Photo Illustration by Erik Simkins/The AS Review

Photo Illustration by Erik Simkins/The AS Review

By Allison Milton/The AS Review


For some, this word might bring up happy memories of making snowpeople and snow angels or having innocent snowball fights. But for others, like me, the thought of snow can incite anger and sometimes fear. It’s the fear of being stranded because your 2001 Ford Taurus can’t make it up a slight incline without sliding backwards on ice, the fear of slipping and falling on your backside because your $80 boots don’t have enough traction to keep you upright on the slippery ground and the fear of feeling freezing cold all the time.  So, if you’re anything like me, dreading the first snowfall of the winter, you need to be prepared, for your health, your house and your happiness.

Staying warm is important when the temperature drops. Whether you choose to bundle up in your newly purchased down jacket or the ridiculous Snuggie your grandparents sent you for your birthday, keeping warm is key to staying upbeat in the winter.

As you try to keep your body warm, it is essential that your house or apartment remains warm as well when you leave Bellingham for break.

Last year, I went home for winter break only to return after the holidays to a flooded home in Bellingham. My roommates and I did not follow some of the steps every home renter needs to take before they go home for winter break to ensure that the inside temperature of their house or apartment does not drop too low, causing the water pipes to freeze and burst.

Nathaniel McCall, customer service representative at Cascade Natural Gas, warned students to not let the inside temperature of their house drop below 50 degrees. Before students leave for winter break, they should set their central heating system to 50 or 55 degrees, McCall said.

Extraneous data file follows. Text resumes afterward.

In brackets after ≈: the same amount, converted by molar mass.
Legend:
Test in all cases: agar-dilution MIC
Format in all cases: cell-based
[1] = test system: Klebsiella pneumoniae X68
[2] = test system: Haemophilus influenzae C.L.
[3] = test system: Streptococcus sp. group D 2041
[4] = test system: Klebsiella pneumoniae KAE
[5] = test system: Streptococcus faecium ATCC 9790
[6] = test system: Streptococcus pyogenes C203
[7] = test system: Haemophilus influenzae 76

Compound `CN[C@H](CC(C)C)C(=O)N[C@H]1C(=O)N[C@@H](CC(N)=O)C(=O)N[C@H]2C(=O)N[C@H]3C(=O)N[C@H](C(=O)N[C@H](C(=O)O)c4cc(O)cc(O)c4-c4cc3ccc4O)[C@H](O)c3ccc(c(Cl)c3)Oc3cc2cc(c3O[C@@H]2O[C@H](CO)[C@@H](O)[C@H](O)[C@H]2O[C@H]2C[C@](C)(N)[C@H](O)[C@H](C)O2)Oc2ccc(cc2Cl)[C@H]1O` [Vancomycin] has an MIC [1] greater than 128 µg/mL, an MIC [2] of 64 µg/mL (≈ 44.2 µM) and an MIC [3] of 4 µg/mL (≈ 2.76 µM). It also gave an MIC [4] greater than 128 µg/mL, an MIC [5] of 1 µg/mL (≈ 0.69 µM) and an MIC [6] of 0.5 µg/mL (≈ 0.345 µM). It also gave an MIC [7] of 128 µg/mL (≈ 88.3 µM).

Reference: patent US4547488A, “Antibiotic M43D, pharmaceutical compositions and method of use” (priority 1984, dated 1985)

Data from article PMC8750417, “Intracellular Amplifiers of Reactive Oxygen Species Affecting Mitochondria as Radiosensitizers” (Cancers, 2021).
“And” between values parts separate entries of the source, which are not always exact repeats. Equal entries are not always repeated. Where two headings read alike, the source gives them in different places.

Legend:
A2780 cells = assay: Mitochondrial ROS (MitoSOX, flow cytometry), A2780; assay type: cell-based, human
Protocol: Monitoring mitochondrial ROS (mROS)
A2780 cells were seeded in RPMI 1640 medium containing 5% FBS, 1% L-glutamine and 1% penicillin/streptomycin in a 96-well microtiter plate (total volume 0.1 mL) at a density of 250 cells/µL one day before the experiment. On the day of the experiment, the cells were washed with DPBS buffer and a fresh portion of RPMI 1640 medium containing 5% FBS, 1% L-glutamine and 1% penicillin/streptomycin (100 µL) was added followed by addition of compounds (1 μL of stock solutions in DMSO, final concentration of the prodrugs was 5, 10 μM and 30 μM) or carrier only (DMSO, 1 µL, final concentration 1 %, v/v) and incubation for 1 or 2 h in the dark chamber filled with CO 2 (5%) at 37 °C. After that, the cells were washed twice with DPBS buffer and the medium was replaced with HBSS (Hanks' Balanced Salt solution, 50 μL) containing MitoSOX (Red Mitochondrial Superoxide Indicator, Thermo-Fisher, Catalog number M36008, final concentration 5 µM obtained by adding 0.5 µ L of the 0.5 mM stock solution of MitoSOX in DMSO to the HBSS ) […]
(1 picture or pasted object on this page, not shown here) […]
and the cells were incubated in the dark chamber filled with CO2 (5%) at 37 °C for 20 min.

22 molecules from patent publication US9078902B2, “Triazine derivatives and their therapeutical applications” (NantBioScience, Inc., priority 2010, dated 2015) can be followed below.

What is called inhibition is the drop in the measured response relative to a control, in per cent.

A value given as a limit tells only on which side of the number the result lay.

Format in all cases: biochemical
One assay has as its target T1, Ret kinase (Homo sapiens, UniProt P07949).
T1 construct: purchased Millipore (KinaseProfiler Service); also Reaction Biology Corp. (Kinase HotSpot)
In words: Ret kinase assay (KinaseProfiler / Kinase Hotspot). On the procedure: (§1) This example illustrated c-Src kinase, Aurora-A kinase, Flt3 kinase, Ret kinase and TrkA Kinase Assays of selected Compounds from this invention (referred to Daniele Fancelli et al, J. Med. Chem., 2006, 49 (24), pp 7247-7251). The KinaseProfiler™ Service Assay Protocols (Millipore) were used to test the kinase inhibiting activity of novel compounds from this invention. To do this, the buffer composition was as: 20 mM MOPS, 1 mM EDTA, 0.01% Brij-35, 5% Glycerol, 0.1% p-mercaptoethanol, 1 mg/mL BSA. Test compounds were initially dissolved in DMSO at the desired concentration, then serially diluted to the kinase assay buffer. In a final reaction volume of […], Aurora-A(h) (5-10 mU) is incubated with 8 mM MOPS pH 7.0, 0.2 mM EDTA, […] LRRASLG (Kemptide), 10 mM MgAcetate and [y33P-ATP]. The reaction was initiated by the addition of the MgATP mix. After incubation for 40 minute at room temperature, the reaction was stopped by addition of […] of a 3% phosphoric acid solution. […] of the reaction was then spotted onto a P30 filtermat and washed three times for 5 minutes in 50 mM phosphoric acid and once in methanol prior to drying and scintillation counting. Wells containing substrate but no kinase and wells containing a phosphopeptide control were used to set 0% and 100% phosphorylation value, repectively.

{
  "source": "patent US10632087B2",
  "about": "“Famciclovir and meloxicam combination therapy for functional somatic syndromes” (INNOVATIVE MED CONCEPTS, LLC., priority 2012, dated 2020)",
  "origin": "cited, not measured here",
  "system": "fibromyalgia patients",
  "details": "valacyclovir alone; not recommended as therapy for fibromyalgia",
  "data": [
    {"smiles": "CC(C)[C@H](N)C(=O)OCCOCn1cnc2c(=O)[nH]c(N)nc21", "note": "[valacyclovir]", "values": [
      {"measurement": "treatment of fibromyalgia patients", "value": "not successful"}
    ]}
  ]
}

“This would ensure that in case of a cold snap in Bellingham, the temperature of the house never drops to freezing,” he said.

The next step in preparing your home for the winter chill is to make sure all cabinets that hide pipes, like the ones under your sinks in the kitchen and bathroom, remain open in order to ensure that they do not get too cold.

As some of you might recall, last year’s holiday season of cheer was interrupted by a windstorm, snowstorm and multiple power outages across the Pacific Northwest. My parents’ house on Camano Island was without power for more than 24 hours and we were not prepared. The flashlights were dead, the blankets were packed away and the fridge was stocked with perishable food.

Unfortunately, unless you have close ties with Mother Nature, there is little you can do to prevent power outages, but there are things you can do to prevent damage to yourself and your home should one occur. Preparation is key.

According to the Seattle City Light Web site, homeowners and renters need to prepare a kit to have handy in case of an outage. This kit should include: a working flashlight, glow-in-the-dark stick lights, a wind-up clock, a portable radio, a manual can opener and a mylar blanket. The site also urges homeowners not to use candles as a source of light and heat in the a power outage.

Make sure to stay warm this winter season and prepare now for inclement weather, because it’s better to be safe than sorry.